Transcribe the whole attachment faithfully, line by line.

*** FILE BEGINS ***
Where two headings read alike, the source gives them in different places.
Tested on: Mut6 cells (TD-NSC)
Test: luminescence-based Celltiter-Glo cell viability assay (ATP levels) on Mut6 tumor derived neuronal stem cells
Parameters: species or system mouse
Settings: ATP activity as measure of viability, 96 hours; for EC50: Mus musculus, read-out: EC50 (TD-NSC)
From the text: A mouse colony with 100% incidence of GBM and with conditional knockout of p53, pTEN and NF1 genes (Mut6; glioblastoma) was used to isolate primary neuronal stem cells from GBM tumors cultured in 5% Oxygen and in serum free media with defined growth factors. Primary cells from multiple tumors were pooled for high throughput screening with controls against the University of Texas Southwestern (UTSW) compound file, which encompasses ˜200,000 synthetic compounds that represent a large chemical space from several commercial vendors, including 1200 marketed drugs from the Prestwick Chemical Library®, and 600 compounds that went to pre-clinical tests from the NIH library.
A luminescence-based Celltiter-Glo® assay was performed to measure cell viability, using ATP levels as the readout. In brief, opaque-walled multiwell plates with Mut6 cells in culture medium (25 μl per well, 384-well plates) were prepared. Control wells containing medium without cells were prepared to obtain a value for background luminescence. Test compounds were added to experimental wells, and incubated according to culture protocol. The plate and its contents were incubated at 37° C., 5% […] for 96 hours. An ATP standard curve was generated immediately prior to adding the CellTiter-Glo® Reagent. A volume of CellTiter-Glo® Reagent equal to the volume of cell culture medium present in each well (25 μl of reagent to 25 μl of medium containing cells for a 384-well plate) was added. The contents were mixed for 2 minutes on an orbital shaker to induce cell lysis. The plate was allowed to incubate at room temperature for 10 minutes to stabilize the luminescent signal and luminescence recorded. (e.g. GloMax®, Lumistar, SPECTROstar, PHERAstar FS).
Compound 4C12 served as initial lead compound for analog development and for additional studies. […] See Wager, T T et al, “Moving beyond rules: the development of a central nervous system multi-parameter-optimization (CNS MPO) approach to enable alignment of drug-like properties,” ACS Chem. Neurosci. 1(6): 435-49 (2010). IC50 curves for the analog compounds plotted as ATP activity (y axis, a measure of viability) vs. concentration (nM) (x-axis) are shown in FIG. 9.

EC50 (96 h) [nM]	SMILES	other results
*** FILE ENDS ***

Where two headings read alike, the source gives them in different places.
Tested on: Mut6 cells (TD-NSC)
Test: luminescence-based Celltiter-Glo cell viability assay (ATP levels) on Mut6 tumor derived neuronal stem cells
Parameters: species or system mouse
Settings: ATP activity as measure of viability, 96 hours; for EC50: Mus musculus, read-out: EC50 (TD-NSC)
From the text: A mouse colony with 100% incidence of GBM and with conditional knockout of p53, pTEN and NF1 genes (Mut6; glioblastoma) was used to isolate primary neuronal stem cells from GBM tumors cultured in 5% Oxygen and in serum free media with defined growth factors. Primary cells from multiple tumors were pooled for high throughput screening with controls against the University of Texas Southwestern (UTSW) compound file, which encompasses ˜200,000 synthetic compounds that represent a large chemical space from several commercial vendors, including 1200 marketed drugs from the Prestwick Chemical Library®, and 600 compounds that went to pre-clinical tests from the NIH library.
A luminescence-based Celltiter-Glo® assay was performed to measure cell viability, using ATP levels as the readout. In brief, opaque-walled multiwell plates with Mut6 cells in culture medium (25 μl per well, 384-well plates) were prepared. Control wells containing medium without cells were prepared to obtain a value for background luminescence. Test compounds were added to experimental wells, and incubated according to culture protocol. The plate and its contents were incubated at 37° C., 5% […] for 96 hours. An ATP standard curve was generated immediately prior to adding the CellTiter-Glo® Reagent. A volume of CellTiter-Glo® Reagent equal to the volume of cell culture medium present in each well (25 μl of reagent to 25 μl of medium containing cells for a 384-well plate) was added. The contents were mixed for 2 minutes on an orbital shaker to induce cell lysis. The plate was allowed to incubate at room temperature for 10 minutes to stabilize the luminescent signal and luminescence recorded. (e.g. GloMax®, Lumistar, SPECTROstar, PHERAstar FS).
Compound 4C12 served as initial lead compound for analog development and for additional studies. […] See Wager, T T et al, “Moving beyond rules: the development of a central nervous system multi-parameter-optimization (CNS MPO) approach to enable alignment of drug-like properties,” ACS Chem. Neurosci. 1(6): 435-49 (2010). IC50 curves for the analog compounds plotted as ATP activity (y axis, a measure of viability) vs. concentration (nM) (x-axis) are shown in FIG. 9.

EC50 (96 h) [nM]	SMILES	other results